Shoes and shorts is all Robert Knox needs for a good run based on time intervals once reserved for Olympic athletes
Runner Robert Knox is taking his outdoor running inside, to the state of the art facilities at Mount Royal University during the month of February as temperatures remain at record lows.
According to a comparative study conducted by the University of Brighton, the energy cost of running outdoors exerts the same as you would on a treadmill by elevating the system’s incline to 1 per cent, which runners can change for a better workout.
When you’re seeking results from your workouts, it’s about how far you want to push your body to its limits. As opposed to the environmental factors you choose to work out in. For post-secondary student Knox, 21, timing is key for a successful run.
Knox is an outdoor runner at heart keeping up with his cardio and endurance goals while engaging in his first year Criminal Justice studies in university — but during February’s cold snap he’s staying indoors to keep fit and healthy.
According to YYC Weather Page on Twitter, February 2019 is on record to be one of the coldest since 1953. Combined with the wind chill in Alberta temperatures were consistently in the low minus 25-35 numbers for almost six weeks straight. For outdoor enthusiasts like Knox, he has been forced to workout indoors switching to the advantage of scientific technology for his workout.
“If I’m running outdoors during the summer usually I’ll have a course picked out that I’ve made for myself around my town — something that I’m familiar with.”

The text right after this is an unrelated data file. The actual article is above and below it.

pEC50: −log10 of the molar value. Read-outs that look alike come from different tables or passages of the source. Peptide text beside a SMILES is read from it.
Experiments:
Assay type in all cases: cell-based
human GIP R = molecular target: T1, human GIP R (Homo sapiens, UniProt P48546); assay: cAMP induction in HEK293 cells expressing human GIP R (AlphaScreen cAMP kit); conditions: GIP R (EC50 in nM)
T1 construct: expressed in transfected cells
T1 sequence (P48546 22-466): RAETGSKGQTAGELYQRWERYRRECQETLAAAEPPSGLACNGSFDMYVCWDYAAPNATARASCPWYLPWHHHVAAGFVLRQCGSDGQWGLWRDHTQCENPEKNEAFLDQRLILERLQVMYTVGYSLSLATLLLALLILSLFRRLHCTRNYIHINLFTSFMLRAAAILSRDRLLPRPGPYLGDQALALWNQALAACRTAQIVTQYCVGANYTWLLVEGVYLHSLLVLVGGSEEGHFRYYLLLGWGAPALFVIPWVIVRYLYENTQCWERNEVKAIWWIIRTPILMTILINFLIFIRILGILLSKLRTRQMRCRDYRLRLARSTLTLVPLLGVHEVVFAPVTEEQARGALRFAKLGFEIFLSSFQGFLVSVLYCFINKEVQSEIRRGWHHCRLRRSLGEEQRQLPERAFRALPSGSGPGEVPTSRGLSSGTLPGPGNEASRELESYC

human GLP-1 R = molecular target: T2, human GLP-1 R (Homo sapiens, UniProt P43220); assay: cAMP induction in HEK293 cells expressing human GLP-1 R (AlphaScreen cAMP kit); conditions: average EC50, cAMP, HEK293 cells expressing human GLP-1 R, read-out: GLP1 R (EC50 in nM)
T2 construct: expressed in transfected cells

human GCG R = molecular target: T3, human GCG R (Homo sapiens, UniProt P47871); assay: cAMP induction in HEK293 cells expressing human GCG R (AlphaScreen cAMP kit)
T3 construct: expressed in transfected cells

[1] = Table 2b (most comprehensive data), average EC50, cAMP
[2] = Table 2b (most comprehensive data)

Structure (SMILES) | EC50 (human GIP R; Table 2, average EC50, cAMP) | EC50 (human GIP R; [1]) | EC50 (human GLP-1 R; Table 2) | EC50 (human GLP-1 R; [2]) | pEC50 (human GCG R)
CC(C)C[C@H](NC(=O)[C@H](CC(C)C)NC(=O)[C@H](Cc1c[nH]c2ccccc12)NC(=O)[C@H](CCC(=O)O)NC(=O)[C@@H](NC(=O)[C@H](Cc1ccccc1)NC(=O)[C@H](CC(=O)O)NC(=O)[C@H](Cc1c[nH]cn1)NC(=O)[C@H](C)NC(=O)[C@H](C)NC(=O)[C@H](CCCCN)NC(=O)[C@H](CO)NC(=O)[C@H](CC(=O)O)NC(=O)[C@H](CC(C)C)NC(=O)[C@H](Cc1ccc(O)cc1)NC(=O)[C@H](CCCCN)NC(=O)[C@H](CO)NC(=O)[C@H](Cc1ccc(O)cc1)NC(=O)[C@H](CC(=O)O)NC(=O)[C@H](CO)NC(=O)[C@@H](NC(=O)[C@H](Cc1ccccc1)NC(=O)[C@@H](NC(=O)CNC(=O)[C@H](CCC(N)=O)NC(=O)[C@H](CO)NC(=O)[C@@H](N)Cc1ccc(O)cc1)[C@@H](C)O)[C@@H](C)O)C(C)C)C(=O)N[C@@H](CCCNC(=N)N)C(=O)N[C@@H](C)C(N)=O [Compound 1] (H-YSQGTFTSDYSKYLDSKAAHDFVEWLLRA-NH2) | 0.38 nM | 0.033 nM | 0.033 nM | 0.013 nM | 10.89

“And then while I’m on the run, I’ll pick points usually between trees or light posts or something or between certain areas that I’ll increase my speed, just to get a good sprint and then afterwards go back to my regular jogging pace.”
Knox has been an active runner most of his life. He says he gets his habit from his mother.
“She’s a runner as well so that’s why I picked it up. We don’t really run together but she runs often and so do I. So it’s kind of in my blood.”
Knox is an active member of the Mount Royal University recreation center, a state-of-the-art training facility where users can engage in multi-disciplinary sports activities, including an indoor track featuring a 200 metre lane.
It also features cardio machines with internet and tv and outdoor views. Knox works out for recreational activity.
“If I’m indoors on a track I’ll have sprint intervals based on time, so I’ll have a minute and 30 regular jogging and then a minute of fast jogging. And then I go back and forth in between trying to increase my speed every new sprint.”
Jared Fletcher, PHD, Assistant Professor in the Department of Health and Physical Education at Mount Royal, says blood flow is a large part of new research around HIIT, or High Intensity Interval Training.
“Athletes have been doing interval training for probably a hundred years or more. It used to be thought that only the elite athlete — only the Olympic athletes — would need to do high intensity interval training.”
“There’s some recent evidence out of primarily McMaster University in Hamilton suggesting that training in certain bouts (A period of time) are safe and effective even for people with coronary heart disease and diabetes etc. — and it’s very, very time efficient.”
Knox is doing interval laps at his school gym. Wearing a cotton-top and cutoffs he’s prepped for building endurance as his main goal. According to healthline.com, new runners might run closer to one mile in 15 minutes.